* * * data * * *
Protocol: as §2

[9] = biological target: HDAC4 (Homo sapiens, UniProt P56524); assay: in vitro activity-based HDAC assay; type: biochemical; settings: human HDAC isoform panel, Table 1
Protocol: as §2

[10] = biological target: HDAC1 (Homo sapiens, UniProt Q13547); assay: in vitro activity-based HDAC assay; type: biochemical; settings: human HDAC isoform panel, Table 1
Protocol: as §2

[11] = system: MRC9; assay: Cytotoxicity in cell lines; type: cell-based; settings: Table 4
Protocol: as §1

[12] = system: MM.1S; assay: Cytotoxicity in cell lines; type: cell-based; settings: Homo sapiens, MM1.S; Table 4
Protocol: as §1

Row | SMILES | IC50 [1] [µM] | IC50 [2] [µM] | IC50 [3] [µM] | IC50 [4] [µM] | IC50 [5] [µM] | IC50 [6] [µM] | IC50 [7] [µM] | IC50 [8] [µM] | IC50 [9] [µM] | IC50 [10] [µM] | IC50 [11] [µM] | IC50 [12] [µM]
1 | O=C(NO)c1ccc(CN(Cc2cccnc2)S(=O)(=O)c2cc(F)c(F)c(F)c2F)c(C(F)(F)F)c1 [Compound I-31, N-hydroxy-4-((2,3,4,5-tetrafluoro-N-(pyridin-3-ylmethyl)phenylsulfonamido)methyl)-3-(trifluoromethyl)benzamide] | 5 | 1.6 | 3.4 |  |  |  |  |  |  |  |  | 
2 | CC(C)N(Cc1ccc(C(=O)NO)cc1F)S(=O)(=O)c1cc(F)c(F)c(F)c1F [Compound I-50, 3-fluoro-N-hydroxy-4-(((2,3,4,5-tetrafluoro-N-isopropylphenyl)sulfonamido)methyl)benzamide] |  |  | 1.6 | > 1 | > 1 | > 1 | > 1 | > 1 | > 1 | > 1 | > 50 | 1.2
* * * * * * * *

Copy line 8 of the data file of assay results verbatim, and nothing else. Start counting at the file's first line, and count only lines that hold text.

[12] = system: MM.1S; assay: Cytotoxicity in cell lines; type: cell-based; settings: Homo sapiens, MM1.S; Table 4